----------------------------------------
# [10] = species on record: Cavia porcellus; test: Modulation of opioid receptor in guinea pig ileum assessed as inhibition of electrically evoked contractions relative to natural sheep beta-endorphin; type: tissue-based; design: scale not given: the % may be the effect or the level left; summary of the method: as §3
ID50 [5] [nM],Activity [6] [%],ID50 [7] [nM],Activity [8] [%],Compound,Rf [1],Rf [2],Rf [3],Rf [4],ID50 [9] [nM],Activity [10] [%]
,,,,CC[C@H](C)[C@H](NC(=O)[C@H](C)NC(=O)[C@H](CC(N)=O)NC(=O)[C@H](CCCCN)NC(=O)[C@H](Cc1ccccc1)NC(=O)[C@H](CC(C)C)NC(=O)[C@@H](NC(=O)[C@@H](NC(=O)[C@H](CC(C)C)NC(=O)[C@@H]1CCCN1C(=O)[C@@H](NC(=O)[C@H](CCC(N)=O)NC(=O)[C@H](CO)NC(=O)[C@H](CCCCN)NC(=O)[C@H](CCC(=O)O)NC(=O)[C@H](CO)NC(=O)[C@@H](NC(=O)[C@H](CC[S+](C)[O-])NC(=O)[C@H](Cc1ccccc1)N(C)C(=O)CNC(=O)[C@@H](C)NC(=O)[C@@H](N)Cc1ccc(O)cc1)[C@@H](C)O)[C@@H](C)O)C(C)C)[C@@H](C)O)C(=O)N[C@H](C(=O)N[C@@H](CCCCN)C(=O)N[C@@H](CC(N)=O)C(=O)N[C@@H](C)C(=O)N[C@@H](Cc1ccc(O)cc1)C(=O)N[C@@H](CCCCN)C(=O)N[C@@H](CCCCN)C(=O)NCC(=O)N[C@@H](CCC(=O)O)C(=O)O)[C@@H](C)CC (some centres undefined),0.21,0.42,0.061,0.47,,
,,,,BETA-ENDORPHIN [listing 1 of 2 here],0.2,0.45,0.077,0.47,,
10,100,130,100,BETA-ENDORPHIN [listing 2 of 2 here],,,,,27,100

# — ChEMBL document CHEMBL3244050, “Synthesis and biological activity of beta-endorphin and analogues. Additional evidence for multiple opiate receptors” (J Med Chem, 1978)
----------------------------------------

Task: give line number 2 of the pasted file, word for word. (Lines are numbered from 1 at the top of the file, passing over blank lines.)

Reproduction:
ID50 [5] [nM],Activity [6] [%],ID50 [7] [nM],Activity [8] [%],Compound,Rf [1],Rf [2],Rf [3],Rf [4],ID50 [9] [nM],Activity [10] [%]